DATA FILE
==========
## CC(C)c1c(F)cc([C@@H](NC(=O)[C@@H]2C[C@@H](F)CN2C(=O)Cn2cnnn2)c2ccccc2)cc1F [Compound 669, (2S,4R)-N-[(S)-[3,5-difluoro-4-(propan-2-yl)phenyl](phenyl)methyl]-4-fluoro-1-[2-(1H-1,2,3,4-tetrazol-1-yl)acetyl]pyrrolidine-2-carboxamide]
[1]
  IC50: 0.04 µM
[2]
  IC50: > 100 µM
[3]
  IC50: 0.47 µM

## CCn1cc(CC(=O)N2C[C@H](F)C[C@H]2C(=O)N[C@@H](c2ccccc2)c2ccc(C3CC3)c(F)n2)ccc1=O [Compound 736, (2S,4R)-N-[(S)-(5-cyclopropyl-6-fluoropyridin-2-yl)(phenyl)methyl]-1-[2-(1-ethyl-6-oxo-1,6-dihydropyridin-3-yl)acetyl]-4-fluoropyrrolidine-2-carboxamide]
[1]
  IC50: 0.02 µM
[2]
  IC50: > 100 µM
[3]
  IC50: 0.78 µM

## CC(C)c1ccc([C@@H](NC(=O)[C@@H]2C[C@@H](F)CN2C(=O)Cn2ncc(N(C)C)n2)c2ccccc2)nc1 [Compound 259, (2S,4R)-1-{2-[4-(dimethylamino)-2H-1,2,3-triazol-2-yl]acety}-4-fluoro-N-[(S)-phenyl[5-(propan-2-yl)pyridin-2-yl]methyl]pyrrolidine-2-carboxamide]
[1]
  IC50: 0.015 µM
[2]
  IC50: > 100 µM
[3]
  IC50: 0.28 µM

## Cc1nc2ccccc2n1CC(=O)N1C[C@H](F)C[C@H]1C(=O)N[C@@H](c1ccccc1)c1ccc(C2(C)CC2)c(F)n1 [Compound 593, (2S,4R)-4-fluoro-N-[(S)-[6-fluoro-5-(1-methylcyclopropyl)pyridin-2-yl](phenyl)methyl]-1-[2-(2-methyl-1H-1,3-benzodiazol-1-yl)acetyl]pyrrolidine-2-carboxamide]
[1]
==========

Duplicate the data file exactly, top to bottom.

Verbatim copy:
## CC(C)c1c(F)cc([C@@H](NC(=O)[C@@H]2C[C@@H](F)CN2C(=O)Cn2cnnn2)c2ccccc2)cc1F [Compound 669, (2S,4R)-N-[(S)-[3,5-difluoro-4-(propan-2-yl)phenyl](phenyl)methyl]-4-fluoro-1-[2-(1H-1,2,3,4-tetrazol-1-yl)acetyl]pyrrolidine-2-carboxamide]
[1]
  IC50: 0.04 µM
[2]
  IC50: > 100 µM
[3]
  IC50: 0.47 µM

## CCn1cc(CC(=O)N2C[C@H](F)C[C@H]2C(=O)N[C@@H](c2ccccc2)c2ccc(C3CC3)c(F)n2)ccc1=O [Compound 736, (2S,4R)-N-[(S)-(5-cyclopropyl-6-fluoropyridin-2-yl)(phenyl)methyl]-1-[2-(1-ethyl-6-oxo-1,6-dihydropyridin-3-yl)acetyl]-4-fluoropyrrolidine-2-carboxamide]
[1]
  IC50: 0.02 µM
[2]
  IC50: > 100 µM
[3]
  IC50: 0.78 µM

## CC(C)c1ccc([C@@H](NC(=O)[C@@H]2C[C@@H](F)CN2C(=O)Cn2ncc(N(C)C)n2)c2ccccc2)nc1 [Compound 259, (2S,4R)-1-{2-[4-(dimethylamino)-2H-1,2,3-triazol-2-yl]acety}-4-fluoro-N-[(S)-phenyl[5-(propan-2-yl)pyridin-2-yl]methyl]pyrrolidine-2-carboxamide]
[1]
  IC50: 0.015 µM
[2]
  IC50: > 100 µM
[3]
  IC50: 0.28 µM

## Cc1nc2ccccc2n1CC(=O)N1C[C@H](F)C[C@H]1C(=O)N[C@@H](c1ccccc1)c1ccc(C2(C)CC2)c(F)n1 [Compound 593, (2S,4R)-4-fluoro-N-[(S)-[6-fluoro-5-(1-methylcyclopropyl)pyridin-2-yl](phenyl)methyl]-1-[2-(2-methyl-1H-1,3-benzodiazol-1-yl)acetyl]pyrrolidine-2-carboxamide]
[1]